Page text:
Aiguebelle Abbey

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View of the basilica

Aiguebelle Abbey (French: Abbaye Notre-Dame d'Aiguebelle) is a Trappist monastery situated in the communes of Montjoyer and Réauville in the département of Drôme, on the borders of the Dauphiné and of Provence, France.

History[edit]

Benedictines[edit]

The first monastery here was Benedictine, founded in 1045 by Hugues Adhemar, baron of Grignan, and visited by Pope Paschal II in 1107, but shortly afterwards fell into disuse.[1]

Cistercians[edit]

The abbey was re-founded as a Cistercian monastery by Gontard Loup, lord of Rochefort-en-Valdaine, in 1137, and settled from Morimond Abbey, of which it was a daughter house. The founder endowed it with land nearby, and through the 12th and 13th centuries other benefactors added to its lands, thus ensuring its prosperity.

Already by 1167 it was sufficiently established to found a daughter house of its own, Fénier Abbey, closely followed by Le Bouchet Abbey in 1169.

By the end of the 13th century the abbey was extremely well established and influential, but gradually lost its position through the 14th century. In common with many other monasteries it suffered from the effects of the Black Death and the Hundred Years' War, and also from changing views of spirituality which led to a fall in the number of vocations, especially among the lay brothers who worked the estates, which in turn led to the estates being leased out. In 1515 its governance passed into the hands of commendatory abbots, which produced still more decline, By the time of the French Revolution, in 1791, when the abbey was dissolved, the dispersed community consisted of only three monks. The abbey's goods were sold off, but the buildings were too far from transport connections to be worth the effort of demolishing for the materials, and therefore were left standing.

Trappists[edit]

In 1815 the community was revived by the Trappists (Order of Cistercians of the Strict Observance), under Pierre-François de Paul Malmy (Père Étienne). The new foundation flourished, and by 1850 had 233 monks.[2]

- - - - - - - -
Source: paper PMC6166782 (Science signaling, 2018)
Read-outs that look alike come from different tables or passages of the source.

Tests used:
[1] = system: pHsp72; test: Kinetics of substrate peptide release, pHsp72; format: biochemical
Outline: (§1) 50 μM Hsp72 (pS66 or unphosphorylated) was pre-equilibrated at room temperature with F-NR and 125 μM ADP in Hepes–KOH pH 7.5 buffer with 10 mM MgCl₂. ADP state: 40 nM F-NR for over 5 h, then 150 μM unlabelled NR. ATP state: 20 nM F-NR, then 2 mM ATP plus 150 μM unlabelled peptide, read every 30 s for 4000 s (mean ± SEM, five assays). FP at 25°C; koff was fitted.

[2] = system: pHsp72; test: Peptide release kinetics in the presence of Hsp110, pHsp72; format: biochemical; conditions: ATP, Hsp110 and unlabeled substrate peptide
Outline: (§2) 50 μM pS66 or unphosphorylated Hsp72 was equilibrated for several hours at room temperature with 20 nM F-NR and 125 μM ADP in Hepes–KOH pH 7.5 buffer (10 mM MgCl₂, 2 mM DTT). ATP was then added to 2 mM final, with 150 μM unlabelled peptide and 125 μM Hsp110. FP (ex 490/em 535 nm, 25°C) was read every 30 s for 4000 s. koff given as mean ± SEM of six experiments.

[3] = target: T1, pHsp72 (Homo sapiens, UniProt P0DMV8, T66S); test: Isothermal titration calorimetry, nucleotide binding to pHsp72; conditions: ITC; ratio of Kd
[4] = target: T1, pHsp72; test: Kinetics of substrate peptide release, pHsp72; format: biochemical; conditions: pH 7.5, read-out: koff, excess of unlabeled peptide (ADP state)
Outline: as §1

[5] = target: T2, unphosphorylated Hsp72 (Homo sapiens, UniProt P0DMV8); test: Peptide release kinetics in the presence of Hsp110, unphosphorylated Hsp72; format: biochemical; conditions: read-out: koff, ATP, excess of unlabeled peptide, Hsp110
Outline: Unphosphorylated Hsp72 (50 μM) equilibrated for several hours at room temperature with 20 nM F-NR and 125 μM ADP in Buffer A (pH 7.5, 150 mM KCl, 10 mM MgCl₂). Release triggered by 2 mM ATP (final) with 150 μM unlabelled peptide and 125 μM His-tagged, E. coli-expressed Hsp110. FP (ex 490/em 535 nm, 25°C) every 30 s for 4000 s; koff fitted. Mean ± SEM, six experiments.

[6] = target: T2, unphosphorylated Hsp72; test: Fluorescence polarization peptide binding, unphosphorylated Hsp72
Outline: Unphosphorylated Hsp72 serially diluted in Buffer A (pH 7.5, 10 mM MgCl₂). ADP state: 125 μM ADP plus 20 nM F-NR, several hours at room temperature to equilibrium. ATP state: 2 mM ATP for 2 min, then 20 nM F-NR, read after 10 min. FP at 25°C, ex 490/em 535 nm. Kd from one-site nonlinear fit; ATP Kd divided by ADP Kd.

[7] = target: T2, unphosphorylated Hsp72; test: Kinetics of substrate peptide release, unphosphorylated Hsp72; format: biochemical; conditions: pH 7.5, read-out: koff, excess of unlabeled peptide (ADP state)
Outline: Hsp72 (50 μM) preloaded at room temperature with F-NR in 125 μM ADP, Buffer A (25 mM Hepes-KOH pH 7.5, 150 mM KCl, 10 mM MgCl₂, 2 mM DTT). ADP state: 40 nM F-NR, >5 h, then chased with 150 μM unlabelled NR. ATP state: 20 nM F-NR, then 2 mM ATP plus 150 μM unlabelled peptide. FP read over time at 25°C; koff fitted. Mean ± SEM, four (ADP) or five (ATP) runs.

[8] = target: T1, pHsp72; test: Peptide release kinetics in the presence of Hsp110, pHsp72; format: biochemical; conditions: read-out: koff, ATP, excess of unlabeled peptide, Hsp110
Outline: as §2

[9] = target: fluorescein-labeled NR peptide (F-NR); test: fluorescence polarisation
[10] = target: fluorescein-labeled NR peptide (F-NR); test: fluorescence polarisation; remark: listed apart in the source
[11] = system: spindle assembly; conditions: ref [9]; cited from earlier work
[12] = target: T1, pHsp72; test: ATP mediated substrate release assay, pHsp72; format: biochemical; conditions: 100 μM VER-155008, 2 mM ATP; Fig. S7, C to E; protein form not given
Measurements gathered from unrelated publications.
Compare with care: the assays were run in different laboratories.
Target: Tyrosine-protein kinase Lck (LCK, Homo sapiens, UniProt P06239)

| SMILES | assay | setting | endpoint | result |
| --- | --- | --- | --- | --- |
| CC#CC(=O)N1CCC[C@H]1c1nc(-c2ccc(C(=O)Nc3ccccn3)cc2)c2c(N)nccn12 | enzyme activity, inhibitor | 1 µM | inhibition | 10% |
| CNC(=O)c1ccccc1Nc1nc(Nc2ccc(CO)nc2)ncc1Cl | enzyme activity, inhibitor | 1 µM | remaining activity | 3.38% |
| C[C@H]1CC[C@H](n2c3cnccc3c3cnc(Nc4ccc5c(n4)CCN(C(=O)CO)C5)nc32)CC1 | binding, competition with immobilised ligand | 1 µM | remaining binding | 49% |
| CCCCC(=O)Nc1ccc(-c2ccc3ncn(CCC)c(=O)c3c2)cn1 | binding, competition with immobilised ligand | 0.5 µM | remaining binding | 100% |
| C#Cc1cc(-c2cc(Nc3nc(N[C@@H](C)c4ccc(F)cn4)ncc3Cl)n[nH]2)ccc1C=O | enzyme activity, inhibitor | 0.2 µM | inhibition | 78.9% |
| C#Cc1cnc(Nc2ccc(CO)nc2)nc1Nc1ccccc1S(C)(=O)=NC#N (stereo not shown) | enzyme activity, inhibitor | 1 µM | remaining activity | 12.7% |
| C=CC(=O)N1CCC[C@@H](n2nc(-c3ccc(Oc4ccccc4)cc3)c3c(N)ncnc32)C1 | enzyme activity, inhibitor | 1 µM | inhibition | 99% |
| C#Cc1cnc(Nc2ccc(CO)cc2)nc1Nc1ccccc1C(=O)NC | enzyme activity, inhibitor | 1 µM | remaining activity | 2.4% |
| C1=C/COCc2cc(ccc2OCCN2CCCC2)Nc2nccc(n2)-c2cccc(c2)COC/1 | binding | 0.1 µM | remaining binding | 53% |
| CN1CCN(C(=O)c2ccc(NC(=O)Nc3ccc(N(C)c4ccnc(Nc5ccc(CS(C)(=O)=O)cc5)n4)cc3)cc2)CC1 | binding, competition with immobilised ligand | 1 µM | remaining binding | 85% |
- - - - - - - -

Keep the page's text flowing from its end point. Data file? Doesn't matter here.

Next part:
The thriving Trappist community was able to found several other monasteries. In 1843 a Trappist community was established at Staoueli in Algeria,[3] later Notre-Dame de l'Atlas, which in turn gave rise to two communities, Notre-Dame de Tibhirine,[4] at Tibhirine in Algeria, and Notre-Dame de l'Atlas au Maroc, at Midelt in Morocco. Aiguebelle also founded a community at Koutaba in Cameroon.

In France Aiguebelle undertook the foundation of Notre-Dame-des-Neiges, in Ardèche, in 1850, followed by the Abbey of Sainte-Marie-du-Désert at Bellegarde-Sainte-Marie (Haute-Garonne); Acey Abbey at Vitreux (Jura); the Abbey of Notre-Dame des Dombes at Le Plantay (Ain); and Bonnecombe Abbey at Comps-la-Grand-Ville (Aveyron).

Aiguebelle also oversees the nuns of Notre-Dame de Bon-Secours at Blauvac in the Vaucluse.

Buildings[edit]

Despite some demolitions and a great deal of restoration work, the abbey has kept the majority of its medieval buildings: the church, cloisters, sacristy, chapter house, refectory, kitchen and the lay-brothers' quarters. It is one of the only two Cistercian monastery premises in France - the other is the former Fontfroide Abbey - still to have the original passage of the lay-brothers, by which they were enabled to move round the abbey between their quarters, their places of work and their part of the church without disturbing the monks.

The abbey church was created a minor basilica in 1937.

1891 Murder[edit]

In 1891 a notorious crime occurred at the abbey. On 28 October Father Ildefonse, the procurator, was found murdered and valuables in his care stolen. The perpetrator proved to be a novice, Brother Eugène, whose secular name was Matthias Hadelt. A native of Saarlouis, Hadelt murdered Father Ildefonse upon being discovered in the act of stealing. Hadelt had committed many similar thefts from monasteries, was sentenced to death on 4 May 1892, and died by guillotine at Valence on 5 July.[5]

Coordinates: 44°27′45″N 4°50′32″E / 44.46250°N 4.84222°E / 44.46250; 4.84222

Notes[edit]

Sources and external links[edit]